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Alternative energy concern First Solar, Inc. (FSLR - 15.86) has been a fan favorite among eleventh-hour option bulls, with speculators betting on the stock to extend its recent rebound in the short term. Just before midday, the equity has seen roughly 20,000 calls cross the tape -- almost four times its average intraday call activity. What's more, the majority of the calls consist of weekly contracts, which expire at the closing bell today.
Specifically, the stock's now near-the-money weekly 16- and 17-strike calls have seen around 4,700 and 2,400 contracts change hands -- mostly at the ask price, suggesting they were bought. Plus, volume has exceeded open interest at both strikes, confirming our suspicions of newly added last-minute bets. By purchasing the calls to open, the traders are expecting FSLR to finish the session north of these strikes.
Those expectations aren't outside of the realm of possibilities, with the shares of FSLR last seen 9.1% higher in the $15.86 ballpark. Bolstering the equity was news that the firm reached an agreement with the Los Angeles County Department of Public Works to resume construction at its 230-megawatt solar-power farm in Antelope Valley. When completed, the power plant is expected to generate electricity for about 75,000 homes.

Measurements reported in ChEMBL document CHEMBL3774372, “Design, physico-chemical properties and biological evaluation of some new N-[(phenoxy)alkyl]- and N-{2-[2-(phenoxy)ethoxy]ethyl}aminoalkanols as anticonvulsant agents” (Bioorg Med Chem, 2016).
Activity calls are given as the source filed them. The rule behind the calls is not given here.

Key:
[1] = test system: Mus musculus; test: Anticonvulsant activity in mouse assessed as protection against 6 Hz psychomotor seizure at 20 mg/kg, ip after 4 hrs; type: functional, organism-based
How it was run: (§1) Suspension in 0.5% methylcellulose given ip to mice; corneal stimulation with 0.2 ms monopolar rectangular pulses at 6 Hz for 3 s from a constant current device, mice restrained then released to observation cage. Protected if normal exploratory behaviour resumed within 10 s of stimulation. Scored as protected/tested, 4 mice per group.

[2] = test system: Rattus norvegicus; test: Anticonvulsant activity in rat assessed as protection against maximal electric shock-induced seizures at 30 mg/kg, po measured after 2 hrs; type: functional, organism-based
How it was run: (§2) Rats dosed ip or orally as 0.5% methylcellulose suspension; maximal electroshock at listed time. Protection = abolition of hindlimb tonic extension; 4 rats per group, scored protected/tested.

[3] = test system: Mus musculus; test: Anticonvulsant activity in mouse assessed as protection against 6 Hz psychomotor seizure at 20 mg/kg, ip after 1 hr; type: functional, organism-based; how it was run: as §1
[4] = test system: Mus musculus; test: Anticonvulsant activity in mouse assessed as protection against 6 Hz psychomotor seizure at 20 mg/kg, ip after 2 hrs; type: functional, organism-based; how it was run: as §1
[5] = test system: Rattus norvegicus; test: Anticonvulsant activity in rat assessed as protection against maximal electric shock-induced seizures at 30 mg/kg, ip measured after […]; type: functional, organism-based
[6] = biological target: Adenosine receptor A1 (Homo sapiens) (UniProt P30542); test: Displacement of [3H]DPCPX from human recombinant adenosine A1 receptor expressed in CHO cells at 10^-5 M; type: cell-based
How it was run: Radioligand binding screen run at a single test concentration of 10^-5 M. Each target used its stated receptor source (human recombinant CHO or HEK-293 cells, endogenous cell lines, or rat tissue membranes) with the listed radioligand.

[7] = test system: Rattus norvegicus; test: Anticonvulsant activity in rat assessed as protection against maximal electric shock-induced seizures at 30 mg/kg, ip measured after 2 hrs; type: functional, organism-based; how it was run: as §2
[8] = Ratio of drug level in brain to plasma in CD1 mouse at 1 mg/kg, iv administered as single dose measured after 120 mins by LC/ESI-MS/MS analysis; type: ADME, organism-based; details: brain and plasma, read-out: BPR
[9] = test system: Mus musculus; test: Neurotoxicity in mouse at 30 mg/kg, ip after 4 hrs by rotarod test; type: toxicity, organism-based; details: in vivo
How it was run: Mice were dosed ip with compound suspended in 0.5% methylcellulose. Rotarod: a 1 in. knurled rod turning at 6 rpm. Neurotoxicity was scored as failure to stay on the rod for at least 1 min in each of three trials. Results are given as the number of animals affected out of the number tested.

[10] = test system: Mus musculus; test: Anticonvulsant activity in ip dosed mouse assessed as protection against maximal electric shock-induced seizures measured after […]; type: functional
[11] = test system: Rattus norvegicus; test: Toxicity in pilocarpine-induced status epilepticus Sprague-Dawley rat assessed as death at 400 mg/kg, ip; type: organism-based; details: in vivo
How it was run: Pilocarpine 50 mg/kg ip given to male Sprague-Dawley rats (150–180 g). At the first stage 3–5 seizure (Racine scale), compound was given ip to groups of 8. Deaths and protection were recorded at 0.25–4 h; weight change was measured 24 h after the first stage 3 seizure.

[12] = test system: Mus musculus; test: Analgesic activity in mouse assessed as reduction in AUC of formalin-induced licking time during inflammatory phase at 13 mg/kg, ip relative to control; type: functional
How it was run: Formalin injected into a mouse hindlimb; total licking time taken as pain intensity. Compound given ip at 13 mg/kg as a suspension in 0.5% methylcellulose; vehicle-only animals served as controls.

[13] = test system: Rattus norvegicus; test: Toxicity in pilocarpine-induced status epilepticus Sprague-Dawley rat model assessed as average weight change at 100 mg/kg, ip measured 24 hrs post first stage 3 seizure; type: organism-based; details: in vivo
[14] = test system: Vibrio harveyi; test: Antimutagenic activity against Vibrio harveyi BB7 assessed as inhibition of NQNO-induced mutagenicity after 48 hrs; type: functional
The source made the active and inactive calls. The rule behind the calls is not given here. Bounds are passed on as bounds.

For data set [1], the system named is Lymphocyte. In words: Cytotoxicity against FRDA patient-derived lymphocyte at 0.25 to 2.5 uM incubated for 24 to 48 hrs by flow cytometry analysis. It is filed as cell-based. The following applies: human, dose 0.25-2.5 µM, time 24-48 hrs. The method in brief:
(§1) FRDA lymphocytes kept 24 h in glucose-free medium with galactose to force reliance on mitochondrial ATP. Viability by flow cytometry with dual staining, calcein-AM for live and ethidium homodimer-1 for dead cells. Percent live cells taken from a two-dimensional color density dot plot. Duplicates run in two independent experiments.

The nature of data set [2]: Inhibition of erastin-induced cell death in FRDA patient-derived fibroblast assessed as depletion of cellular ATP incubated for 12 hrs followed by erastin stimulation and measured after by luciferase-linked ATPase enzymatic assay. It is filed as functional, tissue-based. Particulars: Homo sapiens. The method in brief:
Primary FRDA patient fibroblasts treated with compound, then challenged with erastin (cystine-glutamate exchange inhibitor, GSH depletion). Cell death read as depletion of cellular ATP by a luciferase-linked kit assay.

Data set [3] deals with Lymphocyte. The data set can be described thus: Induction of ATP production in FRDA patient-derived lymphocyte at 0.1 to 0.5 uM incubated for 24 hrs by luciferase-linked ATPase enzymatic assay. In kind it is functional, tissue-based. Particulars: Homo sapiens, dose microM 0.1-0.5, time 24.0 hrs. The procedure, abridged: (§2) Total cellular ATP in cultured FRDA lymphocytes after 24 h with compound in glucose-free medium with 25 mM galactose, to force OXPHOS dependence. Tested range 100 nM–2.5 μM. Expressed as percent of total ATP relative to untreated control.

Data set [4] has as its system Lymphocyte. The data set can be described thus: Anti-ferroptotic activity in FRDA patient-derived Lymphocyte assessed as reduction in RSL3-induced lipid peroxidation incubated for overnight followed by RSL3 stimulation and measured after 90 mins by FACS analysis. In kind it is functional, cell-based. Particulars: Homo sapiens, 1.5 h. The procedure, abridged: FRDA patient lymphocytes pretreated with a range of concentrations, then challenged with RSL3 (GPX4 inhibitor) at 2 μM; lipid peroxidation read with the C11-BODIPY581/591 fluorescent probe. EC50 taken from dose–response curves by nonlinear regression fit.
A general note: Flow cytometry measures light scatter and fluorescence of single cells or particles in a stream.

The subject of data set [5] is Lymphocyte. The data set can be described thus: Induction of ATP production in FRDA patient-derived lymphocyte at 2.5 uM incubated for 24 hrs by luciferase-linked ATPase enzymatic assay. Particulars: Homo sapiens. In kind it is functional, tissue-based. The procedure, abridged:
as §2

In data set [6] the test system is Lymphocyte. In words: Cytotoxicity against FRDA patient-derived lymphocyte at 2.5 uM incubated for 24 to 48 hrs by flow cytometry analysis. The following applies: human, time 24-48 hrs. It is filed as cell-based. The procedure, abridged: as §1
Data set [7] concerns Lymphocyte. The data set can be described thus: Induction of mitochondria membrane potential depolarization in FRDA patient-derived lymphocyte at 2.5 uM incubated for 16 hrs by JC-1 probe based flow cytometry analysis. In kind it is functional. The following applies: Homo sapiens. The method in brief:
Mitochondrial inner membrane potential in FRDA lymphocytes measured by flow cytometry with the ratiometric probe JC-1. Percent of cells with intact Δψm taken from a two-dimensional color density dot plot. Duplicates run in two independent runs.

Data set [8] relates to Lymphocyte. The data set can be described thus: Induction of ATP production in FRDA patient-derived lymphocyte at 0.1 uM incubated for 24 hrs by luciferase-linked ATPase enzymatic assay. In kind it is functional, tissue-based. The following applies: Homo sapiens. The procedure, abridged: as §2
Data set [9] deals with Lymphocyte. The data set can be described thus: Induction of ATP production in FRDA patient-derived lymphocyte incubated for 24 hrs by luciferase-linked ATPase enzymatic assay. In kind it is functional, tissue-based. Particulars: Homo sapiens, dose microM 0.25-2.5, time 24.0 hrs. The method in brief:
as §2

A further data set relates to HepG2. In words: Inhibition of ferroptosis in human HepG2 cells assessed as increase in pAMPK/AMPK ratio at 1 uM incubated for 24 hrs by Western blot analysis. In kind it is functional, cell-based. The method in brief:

However, this week's spike in weekly call volume runs counter to the broader trend. On the International Securities Exchange (ISE), Chicago Board Options Exchange (CBOE), and NASDAQ OMX PHLX (PHLX), the stock sports a 10-day put/call volume ratio of 1.25 -- in the 76th percentile of its annual range. Or, simply put, options players have bought to open FSLR puts over calls at a faster-than-usual clip during the past couple of weeks.
Elsewhere, just three analysts offer up "buy" or better ratings, compared to 23 brokerage firms doling out "hold" or worse opinions. Likewise, short interest accounts for more than 36% of the stock's total available float, and would take about four sessions to unwind, at FSLR's average daily trading volume.
Should FSLR continue to flex fundamental and technical muscle -- the stock is on pace to end north of its 10-week moving average for the first time since mid-February -- a reversal in sentiment could translate into a contrarian advantage for the shares.